Chapter five of the forthcoming Flat Classroom book is squarely focused on what Vicki Davis and Julie Lyndsay call Digital Citizenship. I know it is not exactly a new term but I must admit I struggle with it. It seems inadequate in its characterization of the nature of citizenship, which is tied to our conception of the state. Also, I feel that we may have exhausted the word digital as much as we have the letters “i” or “e” extraneously prefixed onto words with their own utility. The only reason, I even include this point is that labels matter, words matter, and in the last decade or so we have not completely risen to the challenge of freshly minting new vocabulary to meet the evolutionary needs of our dawning experiences in the virtual realm.
Regardless of these semantics, this chapter is an impressive synthesis of sources into a cogent pedagogical framework for developing what might be thought of as a kind of meta-citzenship, although I am not entirely are that terms is any better. It’s just that I have been doing everything I can to resist dropping the ineffectually feeble phrase “21st century skills” into the mix.
In the interest of confidentiality about the forthcoming book, I feel compelled to be more general in my comments. Nevertheless, by parsing Five Areas of Awareness that underpin behaviors and decisions related to life online a defining foundation is established. What I like most about the areas is that they are expansive and holistic, taking into consideration the broader, international reality the Internet fosters. Moreover, they are combined with Four Competency Areas inspired by some of the work in Don Tapscott’s Grown Up Digital.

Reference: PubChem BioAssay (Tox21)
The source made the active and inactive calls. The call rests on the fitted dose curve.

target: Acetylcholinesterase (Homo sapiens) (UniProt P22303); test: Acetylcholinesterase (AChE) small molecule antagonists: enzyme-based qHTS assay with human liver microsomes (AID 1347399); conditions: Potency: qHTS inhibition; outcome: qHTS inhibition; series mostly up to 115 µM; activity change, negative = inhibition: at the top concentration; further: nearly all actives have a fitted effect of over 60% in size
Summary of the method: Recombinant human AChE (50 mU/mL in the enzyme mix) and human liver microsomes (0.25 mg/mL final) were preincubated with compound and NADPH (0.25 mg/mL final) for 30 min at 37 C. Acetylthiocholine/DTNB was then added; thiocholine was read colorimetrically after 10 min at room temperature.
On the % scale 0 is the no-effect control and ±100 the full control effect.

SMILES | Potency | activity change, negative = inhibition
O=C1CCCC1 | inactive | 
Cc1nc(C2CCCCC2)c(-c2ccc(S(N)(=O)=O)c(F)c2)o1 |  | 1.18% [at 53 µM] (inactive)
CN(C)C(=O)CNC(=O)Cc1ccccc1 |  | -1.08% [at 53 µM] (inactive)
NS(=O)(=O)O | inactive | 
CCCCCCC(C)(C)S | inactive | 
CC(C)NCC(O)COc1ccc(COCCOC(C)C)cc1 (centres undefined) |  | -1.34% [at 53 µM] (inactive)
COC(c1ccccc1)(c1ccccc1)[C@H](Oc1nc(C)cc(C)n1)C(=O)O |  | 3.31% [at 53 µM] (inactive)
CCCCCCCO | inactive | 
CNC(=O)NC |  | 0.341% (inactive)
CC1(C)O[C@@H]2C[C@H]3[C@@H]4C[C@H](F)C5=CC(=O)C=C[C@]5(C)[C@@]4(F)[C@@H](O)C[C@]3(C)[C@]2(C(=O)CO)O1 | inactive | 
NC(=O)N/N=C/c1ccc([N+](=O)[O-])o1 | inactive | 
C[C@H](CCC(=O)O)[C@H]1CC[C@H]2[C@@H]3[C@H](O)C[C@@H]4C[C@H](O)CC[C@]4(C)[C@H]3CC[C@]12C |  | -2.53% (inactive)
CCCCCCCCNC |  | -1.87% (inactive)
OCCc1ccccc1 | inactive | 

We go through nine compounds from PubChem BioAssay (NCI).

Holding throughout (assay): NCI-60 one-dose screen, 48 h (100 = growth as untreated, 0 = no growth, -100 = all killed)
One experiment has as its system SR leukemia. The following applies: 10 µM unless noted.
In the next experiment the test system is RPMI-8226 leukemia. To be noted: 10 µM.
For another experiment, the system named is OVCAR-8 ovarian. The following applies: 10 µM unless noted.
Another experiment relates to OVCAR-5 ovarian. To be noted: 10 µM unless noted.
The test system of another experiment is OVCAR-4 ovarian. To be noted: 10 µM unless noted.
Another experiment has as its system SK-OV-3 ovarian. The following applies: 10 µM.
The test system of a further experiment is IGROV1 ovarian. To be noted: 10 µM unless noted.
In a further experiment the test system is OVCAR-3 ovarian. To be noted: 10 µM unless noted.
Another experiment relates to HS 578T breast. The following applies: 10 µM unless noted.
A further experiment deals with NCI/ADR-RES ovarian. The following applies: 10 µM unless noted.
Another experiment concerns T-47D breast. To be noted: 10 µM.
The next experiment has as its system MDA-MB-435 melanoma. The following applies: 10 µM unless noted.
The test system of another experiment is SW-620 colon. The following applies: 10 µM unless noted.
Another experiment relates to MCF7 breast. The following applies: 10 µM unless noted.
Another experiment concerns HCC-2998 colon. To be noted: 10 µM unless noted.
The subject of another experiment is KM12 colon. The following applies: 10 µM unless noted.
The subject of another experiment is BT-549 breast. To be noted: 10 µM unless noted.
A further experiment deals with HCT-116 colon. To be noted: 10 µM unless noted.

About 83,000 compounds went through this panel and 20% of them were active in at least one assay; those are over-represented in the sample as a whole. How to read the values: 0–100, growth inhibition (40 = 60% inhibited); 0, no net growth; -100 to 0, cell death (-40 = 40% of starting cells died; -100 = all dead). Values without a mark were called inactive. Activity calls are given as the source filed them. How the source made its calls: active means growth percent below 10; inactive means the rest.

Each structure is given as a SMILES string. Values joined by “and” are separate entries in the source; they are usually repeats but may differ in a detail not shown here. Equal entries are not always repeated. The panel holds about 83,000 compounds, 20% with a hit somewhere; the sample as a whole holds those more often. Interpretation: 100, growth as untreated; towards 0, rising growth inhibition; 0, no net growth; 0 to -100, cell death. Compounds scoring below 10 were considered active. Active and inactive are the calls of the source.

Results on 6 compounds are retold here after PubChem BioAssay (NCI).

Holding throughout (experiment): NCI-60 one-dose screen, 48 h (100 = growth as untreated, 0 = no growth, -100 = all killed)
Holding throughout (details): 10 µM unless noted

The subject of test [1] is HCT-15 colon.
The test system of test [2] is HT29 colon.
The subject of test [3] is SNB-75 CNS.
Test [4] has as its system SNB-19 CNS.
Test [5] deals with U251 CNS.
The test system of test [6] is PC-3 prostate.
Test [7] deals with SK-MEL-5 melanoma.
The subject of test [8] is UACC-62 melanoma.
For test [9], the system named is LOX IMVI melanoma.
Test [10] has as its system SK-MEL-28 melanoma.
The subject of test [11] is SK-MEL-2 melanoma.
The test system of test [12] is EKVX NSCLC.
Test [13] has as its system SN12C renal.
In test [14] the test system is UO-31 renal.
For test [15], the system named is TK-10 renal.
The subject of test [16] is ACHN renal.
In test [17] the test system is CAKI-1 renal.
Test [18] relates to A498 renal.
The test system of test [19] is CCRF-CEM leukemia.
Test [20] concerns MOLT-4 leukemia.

Together these areas of awareness and competencies are used to comprise tables which serve to problematize the aspects of what they have defined as digital citizenship. This combination is, in fact, one of the deft strokes on the part of the authors. By presenting the tables with questions at the intersections of the elements, clear problems or challenges are established that demand thoughtful answers. Again, this is the kind of quality guidance that this text will support for an educator looking to develop internationally collaborative projects using the Web . Of course, there may be some elements, either in awareness or competency, that might be added, but, as I eluded, the list included is quite ambitious and covers lot of ground. Having worked with both of Davis and Lyndsay on a couple of projects, I must admit that I found the table presentation charmingly familiar, considering a substantial matrix is one of the key organizational tools for managing any of the Flat Classroom Projects.
One of the competencies included involves legal compliance and copyright. I will say that this is a topic that is critically important to me, if for no other reason than the sheer volumes of misinformation and ignorance that it encompasses. I spent years slowly investigating the Gordian Knot that is American copyright. It was inexperience that was fraught with a lot of fallacious and inaccurate information, as well as a substantial amount of propaganda from mammoth media conglomerates.
Due to the subtlety and flexibility of the law, it is a topic that really demands its own separate and in-depth inquiry. So, while I understand why it is included with the rest of the list, its complexity and consequence simply demand deeper understanding on the part of educators and students. For starters, I would encourage anyone to begin with Renee Hobbs, founder of Temple University’s Media Education Lab. The resources available there provide a blade to cutting the knot and gaining some understanding.
All in all, this chapter may well be the most original and interesting work in the book. It certainly has been the most intriguing and new for me yet.